Ahead of elections this year, the Ethiopian government is cracking down hard on any kind of free press – shutting down publications, jailing journalists and harassing their families. This is not just Ethiopia’s problem, however. As the home of the African Union, and as an oft-punted role model for African development, Ethiopia’s censorship problem is Africa’s too.

By Simon Allison |

It’s not easy being a journalist in Ethiopia. In fact, it is nearly impossible, according to a new Human Rights Watch report that documents the scale of the state’s censorship apparatus. As journalists ourselves, it makes for highly disturbing reading (and once again highlights why the South African media fraternity’s fight against the proposed secrecy bill is so important – the distance between that and the Ethiopian situation is not so far as one might think).

“Ethiopia’s government has systematically assaulted the country’s independent voices, treating the media as a threat rather than a valued source of information and analysis,” said Leslie Lefkow, deputy Africa director at Human Rights Watch. “Ethiopia’s media should be playing a crucial role in the May elections, but instead many journalists fear that their next article could get them thrown in jail.”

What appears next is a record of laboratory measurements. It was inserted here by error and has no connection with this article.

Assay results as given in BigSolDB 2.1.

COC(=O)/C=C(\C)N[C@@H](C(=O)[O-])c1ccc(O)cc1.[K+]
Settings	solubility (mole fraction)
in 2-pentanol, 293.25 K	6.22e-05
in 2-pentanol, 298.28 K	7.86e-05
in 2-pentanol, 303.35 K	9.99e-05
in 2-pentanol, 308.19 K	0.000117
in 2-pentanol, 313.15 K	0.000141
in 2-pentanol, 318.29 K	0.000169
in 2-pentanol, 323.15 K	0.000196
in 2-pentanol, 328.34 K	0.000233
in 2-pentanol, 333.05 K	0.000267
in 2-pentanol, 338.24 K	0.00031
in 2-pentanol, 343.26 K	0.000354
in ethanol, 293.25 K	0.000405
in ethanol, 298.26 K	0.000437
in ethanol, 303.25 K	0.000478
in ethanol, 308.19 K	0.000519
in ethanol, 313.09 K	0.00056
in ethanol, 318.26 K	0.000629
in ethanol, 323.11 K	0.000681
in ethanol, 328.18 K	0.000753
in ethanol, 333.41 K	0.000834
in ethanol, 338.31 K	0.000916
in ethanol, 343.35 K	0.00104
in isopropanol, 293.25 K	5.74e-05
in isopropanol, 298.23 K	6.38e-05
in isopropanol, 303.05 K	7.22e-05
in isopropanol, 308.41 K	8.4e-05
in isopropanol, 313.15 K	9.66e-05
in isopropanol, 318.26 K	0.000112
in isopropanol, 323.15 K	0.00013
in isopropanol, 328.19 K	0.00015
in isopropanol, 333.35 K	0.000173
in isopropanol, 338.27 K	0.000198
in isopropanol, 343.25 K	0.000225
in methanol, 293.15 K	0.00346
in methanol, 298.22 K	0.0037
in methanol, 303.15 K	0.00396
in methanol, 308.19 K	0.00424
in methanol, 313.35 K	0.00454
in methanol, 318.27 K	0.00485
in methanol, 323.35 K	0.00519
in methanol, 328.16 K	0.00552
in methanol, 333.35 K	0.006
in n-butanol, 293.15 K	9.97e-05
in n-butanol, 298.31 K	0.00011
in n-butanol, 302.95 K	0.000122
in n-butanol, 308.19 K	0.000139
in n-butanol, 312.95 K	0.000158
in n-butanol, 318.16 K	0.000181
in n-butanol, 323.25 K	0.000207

Ethiopia's PM Hailemariam Desalegn

Ethiopia’s PM Hailemariam Desalegn

The authors of the report spoke to 70 Ethiopian journalists, many in exile, who painted a dismal picture of the state of Ethiopian media. The government exerts control in many different ways – some subtle, some quite the opposite.

According to the report, “Most print publications in Ethiopia are closely affiliated with the government and rarely stray from government perspectives on critical issues. Private print publications face numerous regulatory challenges and regular harassment from security personnel. Publications critical of government are regularly shut down, and printers and distributors of critical publications are closed. Journalists critical of government policies and their families live in constant fear of harassment, arrest, and losing their livelihoods. The state controls most of the media, and the few surviving private media self-censor their coverage of politically sensitive issues for fear of being shut down.”

This is bad news for Ethiopia, of course. It is rarely a good sign when a government attacks the press – as South Africans in particular we can appreciate the dangers of a single, state-sponsored narrative.

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